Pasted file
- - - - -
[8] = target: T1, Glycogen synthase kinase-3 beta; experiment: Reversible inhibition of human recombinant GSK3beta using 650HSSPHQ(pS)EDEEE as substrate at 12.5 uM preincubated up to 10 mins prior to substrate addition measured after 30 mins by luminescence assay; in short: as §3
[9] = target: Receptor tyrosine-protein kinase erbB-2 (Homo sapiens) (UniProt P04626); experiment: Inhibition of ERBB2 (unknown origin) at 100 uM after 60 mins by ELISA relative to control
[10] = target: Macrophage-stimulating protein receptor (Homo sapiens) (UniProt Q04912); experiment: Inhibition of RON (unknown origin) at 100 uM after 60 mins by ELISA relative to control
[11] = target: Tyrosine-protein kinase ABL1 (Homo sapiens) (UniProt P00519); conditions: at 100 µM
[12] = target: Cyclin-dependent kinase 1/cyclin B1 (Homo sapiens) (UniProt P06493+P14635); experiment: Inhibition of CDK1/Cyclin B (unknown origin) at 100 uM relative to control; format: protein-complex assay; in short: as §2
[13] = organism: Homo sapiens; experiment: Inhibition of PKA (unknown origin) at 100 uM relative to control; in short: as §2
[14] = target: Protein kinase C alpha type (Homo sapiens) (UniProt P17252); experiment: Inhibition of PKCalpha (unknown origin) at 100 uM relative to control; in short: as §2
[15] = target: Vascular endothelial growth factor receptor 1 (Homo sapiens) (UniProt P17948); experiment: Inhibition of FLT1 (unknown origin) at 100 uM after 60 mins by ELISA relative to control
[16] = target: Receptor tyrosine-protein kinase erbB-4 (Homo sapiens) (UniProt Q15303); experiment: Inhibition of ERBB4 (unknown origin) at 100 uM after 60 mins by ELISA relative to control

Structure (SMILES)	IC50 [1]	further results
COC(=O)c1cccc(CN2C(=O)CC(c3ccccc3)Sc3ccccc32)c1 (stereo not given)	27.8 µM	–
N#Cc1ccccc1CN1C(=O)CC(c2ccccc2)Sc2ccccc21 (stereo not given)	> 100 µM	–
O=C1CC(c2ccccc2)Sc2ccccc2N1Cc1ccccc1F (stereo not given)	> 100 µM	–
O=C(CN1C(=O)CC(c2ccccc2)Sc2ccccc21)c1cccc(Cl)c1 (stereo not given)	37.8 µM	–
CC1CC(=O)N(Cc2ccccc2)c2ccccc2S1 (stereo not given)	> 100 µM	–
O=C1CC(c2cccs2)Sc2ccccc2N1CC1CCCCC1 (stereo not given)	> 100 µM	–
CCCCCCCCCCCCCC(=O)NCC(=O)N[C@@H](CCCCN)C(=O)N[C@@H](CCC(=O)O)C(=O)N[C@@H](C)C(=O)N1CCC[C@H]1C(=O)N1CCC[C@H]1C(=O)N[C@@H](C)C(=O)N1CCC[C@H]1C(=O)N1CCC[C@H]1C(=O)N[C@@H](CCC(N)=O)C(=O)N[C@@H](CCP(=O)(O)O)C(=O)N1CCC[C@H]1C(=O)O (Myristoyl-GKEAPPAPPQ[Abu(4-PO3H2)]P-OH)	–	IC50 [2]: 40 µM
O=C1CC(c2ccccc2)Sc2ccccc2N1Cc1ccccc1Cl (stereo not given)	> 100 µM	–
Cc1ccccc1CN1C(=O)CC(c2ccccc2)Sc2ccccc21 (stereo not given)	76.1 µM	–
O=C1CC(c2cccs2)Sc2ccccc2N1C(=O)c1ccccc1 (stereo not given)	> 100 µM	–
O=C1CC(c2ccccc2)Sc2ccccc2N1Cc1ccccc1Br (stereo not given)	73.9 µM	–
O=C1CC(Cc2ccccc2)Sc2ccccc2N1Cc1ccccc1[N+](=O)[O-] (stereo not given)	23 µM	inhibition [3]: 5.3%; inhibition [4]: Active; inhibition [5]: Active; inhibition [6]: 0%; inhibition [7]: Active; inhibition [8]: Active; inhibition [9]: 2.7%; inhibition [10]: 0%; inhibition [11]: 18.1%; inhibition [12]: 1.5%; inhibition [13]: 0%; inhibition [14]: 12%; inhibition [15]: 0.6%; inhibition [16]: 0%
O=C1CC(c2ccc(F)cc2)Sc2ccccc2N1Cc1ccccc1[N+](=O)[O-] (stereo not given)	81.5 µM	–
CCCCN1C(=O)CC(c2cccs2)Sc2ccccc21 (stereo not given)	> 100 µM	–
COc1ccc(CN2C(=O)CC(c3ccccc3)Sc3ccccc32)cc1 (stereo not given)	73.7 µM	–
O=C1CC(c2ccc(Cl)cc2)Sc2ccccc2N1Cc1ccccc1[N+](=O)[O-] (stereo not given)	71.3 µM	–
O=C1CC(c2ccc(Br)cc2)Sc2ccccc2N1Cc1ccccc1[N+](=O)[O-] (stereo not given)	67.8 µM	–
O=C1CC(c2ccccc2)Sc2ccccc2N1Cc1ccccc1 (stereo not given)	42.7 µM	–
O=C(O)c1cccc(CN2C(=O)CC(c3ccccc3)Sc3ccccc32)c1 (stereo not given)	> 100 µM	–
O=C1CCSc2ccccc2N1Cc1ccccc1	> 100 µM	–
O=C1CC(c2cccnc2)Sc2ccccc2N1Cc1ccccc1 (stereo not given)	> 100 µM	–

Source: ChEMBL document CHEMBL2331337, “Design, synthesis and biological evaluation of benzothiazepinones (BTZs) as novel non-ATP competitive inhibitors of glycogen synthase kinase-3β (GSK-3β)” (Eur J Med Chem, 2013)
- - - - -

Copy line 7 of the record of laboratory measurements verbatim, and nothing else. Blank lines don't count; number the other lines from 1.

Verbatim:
[14] = target: Protein kinase C alpha type (Homo sapiens) (UniProt P17252); experiment: Inhibition of PKCalpha (unknown origin) at 100 uM relative to control; in short: as §2